Martin Marty: Have All People at All Times Shared Basic Human Values Like Freedom?

Roundup: Historians' Take

Martin E. Marty, in his weekly newsletter, Sightings (Martin Marty Center at the University of Chicago Divinity School) (Aug. 14, 2004):

"Strange bedfellows: Paul Wolfowitz and Hillary Clinton, Donald Rumsfeld and Michael Ignatieff, Thomas Friedman and William Safire" applauded the last State of the Union Address (2002) with its claim (paraphrased accurately here by anthropologist Richard A. Schweder) "that there are non-negotiable demands for the design of any decent society;" non-negotiable "because they are grounded in matters of fact concerning universal moral truths" and that they can be defined "in ways that are (a) substantial enough to allow the United States to lead the world ... in the direction of reform, and also (b) objective enough to avoid the hazards of cultural parochialism and ethnocentrism -- for, as [the President stated] We have no intention of imposing our culture."

Schweder, a former colleague and lively skeptical questioner, calls this triad "the missionary position." Advice: haste ye to the library and read his "George W. Bush and the Missionary Position" in Daedalus (Summer, 2004), as it would make an excellent charter for discussion in church, state, school, town hall, or Great Books Club. I'm serious. Reaction to the State of the Union's claims suggest a notable divide, "not between Left and Right, liberal and conservative, Democrat and Republican" but "between those who embrace universalizing missionary efforts of either a religious (Christian, Islamic) or secular (human rights, international liberationist) sort -- and those who react to such missions with diffidence, doubt, distrust, indignation, and even fear."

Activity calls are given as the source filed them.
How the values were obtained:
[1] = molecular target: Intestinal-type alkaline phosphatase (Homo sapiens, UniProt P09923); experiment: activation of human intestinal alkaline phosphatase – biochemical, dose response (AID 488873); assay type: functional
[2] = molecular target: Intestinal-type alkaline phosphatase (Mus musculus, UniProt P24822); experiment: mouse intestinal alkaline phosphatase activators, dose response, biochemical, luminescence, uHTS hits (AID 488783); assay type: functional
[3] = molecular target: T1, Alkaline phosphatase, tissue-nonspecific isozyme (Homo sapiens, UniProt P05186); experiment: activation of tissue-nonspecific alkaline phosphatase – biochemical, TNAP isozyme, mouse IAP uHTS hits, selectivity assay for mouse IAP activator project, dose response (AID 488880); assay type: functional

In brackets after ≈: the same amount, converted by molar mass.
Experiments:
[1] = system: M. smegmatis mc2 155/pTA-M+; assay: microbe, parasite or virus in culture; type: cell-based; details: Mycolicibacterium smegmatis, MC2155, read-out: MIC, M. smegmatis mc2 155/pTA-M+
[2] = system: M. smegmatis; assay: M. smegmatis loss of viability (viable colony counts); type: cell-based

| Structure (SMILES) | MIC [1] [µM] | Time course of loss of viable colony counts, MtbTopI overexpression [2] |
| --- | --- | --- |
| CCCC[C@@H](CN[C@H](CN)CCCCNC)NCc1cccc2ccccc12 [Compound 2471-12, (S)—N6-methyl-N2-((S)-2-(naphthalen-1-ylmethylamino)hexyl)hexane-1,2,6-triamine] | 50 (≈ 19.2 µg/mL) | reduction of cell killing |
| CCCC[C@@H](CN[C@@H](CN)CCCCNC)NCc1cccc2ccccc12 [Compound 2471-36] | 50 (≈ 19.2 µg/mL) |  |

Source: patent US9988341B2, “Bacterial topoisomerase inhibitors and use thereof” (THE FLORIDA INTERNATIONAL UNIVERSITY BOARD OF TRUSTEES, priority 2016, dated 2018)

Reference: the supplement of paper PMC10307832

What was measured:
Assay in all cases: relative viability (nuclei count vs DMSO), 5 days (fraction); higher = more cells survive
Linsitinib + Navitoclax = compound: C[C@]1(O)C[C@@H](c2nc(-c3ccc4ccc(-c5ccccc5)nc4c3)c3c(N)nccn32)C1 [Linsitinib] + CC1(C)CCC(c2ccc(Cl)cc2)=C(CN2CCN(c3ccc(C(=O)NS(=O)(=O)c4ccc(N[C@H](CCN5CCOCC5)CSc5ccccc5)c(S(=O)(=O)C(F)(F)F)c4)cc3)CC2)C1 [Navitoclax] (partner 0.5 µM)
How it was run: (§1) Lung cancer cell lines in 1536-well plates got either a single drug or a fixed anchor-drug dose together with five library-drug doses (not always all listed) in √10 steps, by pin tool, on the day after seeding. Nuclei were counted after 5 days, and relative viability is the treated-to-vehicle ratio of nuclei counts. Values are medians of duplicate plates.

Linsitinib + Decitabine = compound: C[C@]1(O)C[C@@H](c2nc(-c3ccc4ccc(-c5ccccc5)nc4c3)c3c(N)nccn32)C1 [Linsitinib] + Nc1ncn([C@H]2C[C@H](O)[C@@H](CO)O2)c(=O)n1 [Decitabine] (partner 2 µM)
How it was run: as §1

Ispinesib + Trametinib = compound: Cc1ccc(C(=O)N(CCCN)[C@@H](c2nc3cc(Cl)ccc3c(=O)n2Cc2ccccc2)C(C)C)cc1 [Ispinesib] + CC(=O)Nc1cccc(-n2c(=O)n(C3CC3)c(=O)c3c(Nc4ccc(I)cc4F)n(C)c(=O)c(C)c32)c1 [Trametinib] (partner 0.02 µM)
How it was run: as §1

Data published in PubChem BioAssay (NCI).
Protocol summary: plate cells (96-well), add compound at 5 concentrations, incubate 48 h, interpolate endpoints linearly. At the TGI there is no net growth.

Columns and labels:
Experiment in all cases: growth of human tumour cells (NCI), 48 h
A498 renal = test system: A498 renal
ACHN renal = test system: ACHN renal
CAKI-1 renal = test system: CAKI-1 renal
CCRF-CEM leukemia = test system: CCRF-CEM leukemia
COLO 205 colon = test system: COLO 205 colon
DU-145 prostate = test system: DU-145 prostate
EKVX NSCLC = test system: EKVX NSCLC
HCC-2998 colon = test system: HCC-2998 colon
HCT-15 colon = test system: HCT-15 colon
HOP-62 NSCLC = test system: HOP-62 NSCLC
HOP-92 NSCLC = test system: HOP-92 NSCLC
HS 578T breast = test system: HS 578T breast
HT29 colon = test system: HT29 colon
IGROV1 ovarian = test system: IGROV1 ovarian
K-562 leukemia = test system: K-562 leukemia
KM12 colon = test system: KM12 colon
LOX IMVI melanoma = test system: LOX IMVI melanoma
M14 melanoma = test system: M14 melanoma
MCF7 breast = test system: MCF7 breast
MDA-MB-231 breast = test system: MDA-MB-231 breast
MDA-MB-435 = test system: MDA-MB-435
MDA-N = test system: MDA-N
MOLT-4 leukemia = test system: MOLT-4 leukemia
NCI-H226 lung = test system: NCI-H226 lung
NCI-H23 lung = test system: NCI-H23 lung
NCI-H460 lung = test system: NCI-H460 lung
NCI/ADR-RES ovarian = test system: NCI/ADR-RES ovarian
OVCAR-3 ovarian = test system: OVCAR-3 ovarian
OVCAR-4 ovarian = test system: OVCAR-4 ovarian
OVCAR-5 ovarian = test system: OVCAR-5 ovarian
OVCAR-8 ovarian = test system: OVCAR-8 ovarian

Schweder, of course, is in the second group. For what it's worth, with Isaiah Berlin, I would be ready to say that there are absolutes, but that no one can be sufficiently sure of one's own grasp of any to impose them on societies. Schweder's analysis is so tightly packed that I cannot reproduce it here; he is not interested in promoting mere relativism. But he does show that past attempts -- I'd say every past attempt -- to live out, always by force (for states need force of arms or capital or clout), this "missionary position" has been shown in later times or by others to have been parochial, provincial, and culture-bound. Exhibit A: when the British took the missionary position in the 19th century, accepting "the white man's burden" to impose its civilization on a savage world. Schweder illustrates by referencing the different ways freedom of speech, freedom of religion, family privacy, and respect for women have been lived with, often creatively, beyond the scope of any missionary position and imposition.

My question, using his four illustrations: we "Bible believers" would be hard pressed, would we not, to find Old or New Testament or Christendom era (313-1776?) discoveries, claims, or supports for what the President called defenses of liberty and justice "because they are right and true and unchanging for all people everywhere." All people? Ancient Israel? Early, medieval, or most "Reformation" Christianity? We had to borrow from the Enlightenment (1776, 1789) to find the right and true things that we have come to support.

One Christian "right and true and unchanging" virtue professed in the biblical tradition is humility. Even with Bob Dylan's phrase, "with God on our side," the "missionary position" always lacks that central motif.

Reference: Daedalus: Journal of the American Academy of Arts and Sciences, Volume 153, No. 2, pp. 26-36. Schweder's essay is one of eight on "Progress."

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